SALLIE J. MCDANIEL, Nannie A. Hoshall, and Mary E. Jackson, Appts. v. GEORGE M. TRAYLOR, John F. Stratton, John F. Smith, et al.
212 U.S. 428
29 S.Ct. 343
53 L.Ed. 584
SALLIE J. MCDANIEL, Nannie A. Hoshall, and Mary E. Jackson, Appts.
GEORGE M. TRAYLOR, John F. Stratton, John F. Smith, et al.
Submitted January 12, 1909.
Decided February 23, 1909.
Messrs. G. B. Webster and J. R. Beasley for appellants.
[Argument of Counsel from page 429 intentionally omitted]
Messrs. N. W. Norton and R. W. Nicholls for appellees.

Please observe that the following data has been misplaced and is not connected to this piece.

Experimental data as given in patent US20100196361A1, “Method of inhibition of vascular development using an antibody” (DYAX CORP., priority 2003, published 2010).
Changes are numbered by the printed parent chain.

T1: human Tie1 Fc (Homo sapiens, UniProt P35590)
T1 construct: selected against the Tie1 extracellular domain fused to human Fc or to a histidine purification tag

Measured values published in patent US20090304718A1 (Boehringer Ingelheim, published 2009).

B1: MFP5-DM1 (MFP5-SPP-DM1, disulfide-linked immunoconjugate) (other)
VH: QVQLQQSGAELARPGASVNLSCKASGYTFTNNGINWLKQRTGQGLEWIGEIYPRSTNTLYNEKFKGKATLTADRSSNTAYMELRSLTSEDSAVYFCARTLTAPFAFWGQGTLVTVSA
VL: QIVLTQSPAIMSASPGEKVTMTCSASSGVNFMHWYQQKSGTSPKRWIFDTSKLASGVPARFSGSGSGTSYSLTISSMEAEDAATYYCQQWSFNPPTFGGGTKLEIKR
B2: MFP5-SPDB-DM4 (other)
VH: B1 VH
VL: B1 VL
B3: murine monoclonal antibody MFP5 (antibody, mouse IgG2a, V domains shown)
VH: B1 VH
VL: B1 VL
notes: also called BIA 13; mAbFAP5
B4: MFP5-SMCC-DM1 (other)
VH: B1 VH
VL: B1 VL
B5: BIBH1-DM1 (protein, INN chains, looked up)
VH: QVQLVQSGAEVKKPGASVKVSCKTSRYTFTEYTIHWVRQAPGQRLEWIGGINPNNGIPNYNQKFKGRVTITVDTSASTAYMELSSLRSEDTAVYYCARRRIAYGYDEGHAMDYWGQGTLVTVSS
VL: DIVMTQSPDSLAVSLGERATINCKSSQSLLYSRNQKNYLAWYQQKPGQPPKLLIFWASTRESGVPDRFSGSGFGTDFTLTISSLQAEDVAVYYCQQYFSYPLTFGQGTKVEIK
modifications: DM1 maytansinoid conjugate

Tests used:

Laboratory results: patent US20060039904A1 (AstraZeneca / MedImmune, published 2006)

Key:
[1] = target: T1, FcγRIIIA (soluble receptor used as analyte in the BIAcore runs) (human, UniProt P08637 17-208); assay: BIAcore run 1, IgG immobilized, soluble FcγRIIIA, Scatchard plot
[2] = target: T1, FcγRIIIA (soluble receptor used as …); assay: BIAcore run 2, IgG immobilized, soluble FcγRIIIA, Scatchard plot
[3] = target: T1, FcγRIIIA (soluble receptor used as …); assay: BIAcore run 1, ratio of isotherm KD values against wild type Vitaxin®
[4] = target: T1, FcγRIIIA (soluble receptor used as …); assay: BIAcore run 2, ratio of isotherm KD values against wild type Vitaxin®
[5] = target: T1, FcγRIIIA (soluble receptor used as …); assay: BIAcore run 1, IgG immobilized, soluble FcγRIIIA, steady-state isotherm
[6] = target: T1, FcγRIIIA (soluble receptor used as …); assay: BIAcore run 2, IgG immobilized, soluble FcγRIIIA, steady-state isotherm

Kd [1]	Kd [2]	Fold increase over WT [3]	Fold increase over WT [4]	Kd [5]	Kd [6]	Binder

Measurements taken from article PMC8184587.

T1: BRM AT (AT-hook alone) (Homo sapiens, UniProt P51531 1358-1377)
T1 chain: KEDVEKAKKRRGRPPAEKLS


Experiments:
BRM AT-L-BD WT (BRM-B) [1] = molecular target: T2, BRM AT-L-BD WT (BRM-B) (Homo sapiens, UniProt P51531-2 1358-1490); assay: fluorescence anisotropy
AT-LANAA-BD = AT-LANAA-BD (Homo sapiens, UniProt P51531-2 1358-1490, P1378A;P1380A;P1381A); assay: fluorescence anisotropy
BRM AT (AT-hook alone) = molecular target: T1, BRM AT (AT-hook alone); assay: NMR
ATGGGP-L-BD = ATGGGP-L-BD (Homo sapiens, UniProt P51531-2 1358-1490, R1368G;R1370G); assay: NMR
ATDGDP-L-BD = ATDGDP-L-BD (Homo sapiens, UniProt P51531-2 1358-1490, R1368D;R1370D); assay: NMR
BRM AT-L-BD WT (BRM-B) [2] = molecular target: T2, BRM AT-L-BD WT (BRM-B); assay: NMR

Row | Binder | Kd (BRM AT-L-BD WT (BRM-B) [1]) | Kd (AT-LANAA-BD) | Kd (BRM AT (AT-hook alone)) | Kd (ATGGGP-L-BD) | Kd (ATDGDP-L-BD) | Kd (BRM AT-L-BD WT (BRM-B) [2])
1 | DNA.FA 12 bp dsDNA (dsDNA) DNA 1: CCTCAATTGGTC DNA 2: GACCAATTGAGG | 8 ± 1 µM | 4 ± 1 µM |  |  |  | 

Mr. Justice McKenna delivered the opinion of the court:
This is the second appeal in this case. The first appeal was on a question of jurisdiction, and is reported in 196 U. S. 415, 49 L. ed. 533, 25 Sup. Ct. Rep. 369. The object of the suit is to set aside and to declare invalid the liens of certain judgments of the probate court of St. Francis county, Arkansas, upon certain real estate, and that the defendants be enjoined from enforcing such judgments. The judgments were rendered upon claims against the estate of Hiram Evans, deceased.